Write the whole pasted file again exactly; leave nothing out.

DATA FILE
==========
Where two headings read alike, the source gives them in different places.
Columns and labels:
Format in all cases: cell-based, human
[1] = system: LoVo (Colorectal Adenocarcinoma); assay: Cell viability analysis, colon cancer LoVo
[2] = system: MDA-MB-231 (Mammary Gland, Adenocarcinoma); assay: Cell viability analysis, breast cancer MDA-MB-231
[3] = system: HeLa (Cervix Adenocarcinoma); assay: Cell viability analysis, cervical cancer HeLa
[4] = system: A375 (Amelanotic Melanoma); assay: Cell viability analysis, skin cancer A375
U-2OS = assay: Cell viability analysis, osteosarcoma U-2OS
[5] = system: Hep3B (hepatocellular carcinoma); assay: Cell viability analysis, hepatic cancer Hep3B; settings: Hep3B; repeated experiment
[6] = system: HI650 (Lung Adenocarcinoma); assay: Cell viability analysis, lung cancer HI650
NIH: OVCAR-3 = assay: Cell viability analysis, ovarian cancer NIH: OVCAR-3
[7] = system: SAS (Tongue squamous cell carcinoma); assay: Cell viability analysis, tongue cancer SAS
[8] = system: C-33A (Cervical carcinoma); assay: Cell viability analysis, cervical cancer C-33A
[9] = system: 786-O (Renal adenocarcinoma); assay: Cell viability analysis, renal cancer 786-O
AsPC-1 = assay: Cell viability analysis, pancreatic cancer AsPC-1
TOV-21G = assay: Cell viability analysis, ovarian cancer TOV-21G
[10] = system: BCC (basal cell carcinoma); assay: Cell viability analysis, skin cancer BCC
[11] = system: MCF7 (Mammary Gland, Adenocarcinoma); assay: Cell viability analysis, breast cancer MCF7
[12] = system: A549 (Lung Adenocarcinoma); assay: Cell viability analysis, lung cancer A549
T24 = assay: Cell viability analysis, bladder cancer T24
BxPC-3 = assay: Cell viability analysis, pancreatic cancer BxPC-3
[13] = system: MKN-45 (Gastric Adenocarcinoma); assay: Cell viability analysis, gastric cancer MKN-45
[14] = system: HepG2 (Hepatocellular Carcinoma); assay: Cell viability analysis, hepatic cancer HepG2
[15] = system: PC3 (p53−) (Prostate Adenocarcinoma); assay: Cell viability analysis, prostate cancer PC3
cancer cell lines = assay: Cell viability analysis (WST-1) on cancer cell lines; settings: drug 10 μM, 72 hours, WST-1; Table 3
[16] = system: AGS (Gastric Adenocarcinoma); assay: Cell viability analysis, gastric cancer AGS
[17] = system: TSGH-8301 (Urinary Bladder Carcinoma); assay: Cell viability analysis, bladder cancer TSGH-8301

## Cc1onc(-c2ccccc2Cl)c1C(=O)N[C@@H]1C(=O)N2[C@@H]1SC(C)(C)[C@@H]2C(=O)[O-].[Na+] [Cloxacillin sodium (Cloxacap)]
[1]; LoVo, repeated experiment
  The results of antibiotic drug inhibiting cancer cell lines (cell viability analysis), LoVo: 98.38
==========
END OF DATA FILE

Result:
Where two headings read alike, the source gives them in different places.
Columns and labels:
Format in all cases: cell-based, human
[1] = system: LoVo (Colorectal Adenocarcinoma); assay: Cell viability analysis, colon cancer LoVo
[2] = system: MDA-MB-231 (Mammary Gland, Adenocarcinoma); assay: Cell viability analysis, breast cancer MDA-MB-231
[3] = system: HeLa (Cervix Adenocarcinoma); assay: Cell viability analysis, cervical cancer HeLa
[4] = system: A375 (Amelanotic Melanoma); assay: Cell viability analysis, skin cancer A375
U-2OS = assay: Cell viability analysis, osteosarcoma U-2OS
[5] = system: Hep3B (hepatocellular carcinoma); assay: Cell viability analysis, hepatic cancer Hep3B; settings: Hep3B; repeated experiment
[6] = system: HI650 (Lung Adenocarcinoma); assay: Cell viability analysis, lung cancer HI650
NIH: OVCAR-3 = assay: Cell viability analysis, ovarian cancer NIH: OVCAR-3
[7] = system: SAS (Tongue squamous cell carcinoma); assay: Cell viability analysis, tongue cancer SAS
[8] = system: C-33A (Cervical carcinoma); assay: Cell viability analysis, cervical cancer C-33A
[9] = system: 786-O (Renal adenocarcinoma); assay: Cell viability analysis, renal cancer 786-O
AsPC-1 = assay: Cell viability analysis, pancreatic cancer AsPC-1
TOV-21G = assay: Cell viability analysis, ovarian cancer TOV-21G
[10] = system: BCC (basal cell carcinoma); assay: Cell viability analysis, skin cancer BCC
[11] = system: MCF7 (Mammary Gland, Adenocarcinoma); assay: Cell viability analysis, breast cancer MCF7
[12] = system: A549 (Lung Adenocarcinoma); assay: Cell viability analysis, lung cancer A549
T24 = assay: Cell viability analysis, bladder cancer T24
BxPC-3 = assay: Cell viability analysis, pancreatic cancer BxPC-3
[13] = system: MKN-45 (Gastric Adenocarcinoma); assay: Cell viability analysis, gastric cancer MKN-45
[14] = system: HepG2 (Hepatocellular Carcinoma); assay: Cell viability analysis, hepatic cancer HepG2
[15] = system: PC3 (p53−) (Prostate Adenocarcinoma); assay: Cell viability analysis, prostate cancer PC3
cancer cell lines = assay: Cell viability analysis (WST-1) on cancer cell lines; settings: drug 10 μM, 72 hours, WST-1; Table 3
[16] = system: AGS (Gastric Adenocarcinoma); assay: Cell viability analysis, gastric cancer AGS
[17] = system: TSGH-8301 (Urinary Bladder Carcinoma); assay: Cell viability analysis, bladder cancer TSGH-8301

## Cc1onc(-c2ccccc2Cl)c1C(=O)N[C@@H]1C(=O)N2[C@@H]1SC(C)(C)[C@@H]2C(=O)[O-].[Na+] [Cloxacillin sodium (Cloxacap)]
[1]; LoVo, repeated experiment
  The results of antibiotic drug inhibiting cancer cell lines (cell viability analysis), LoVo: 98.38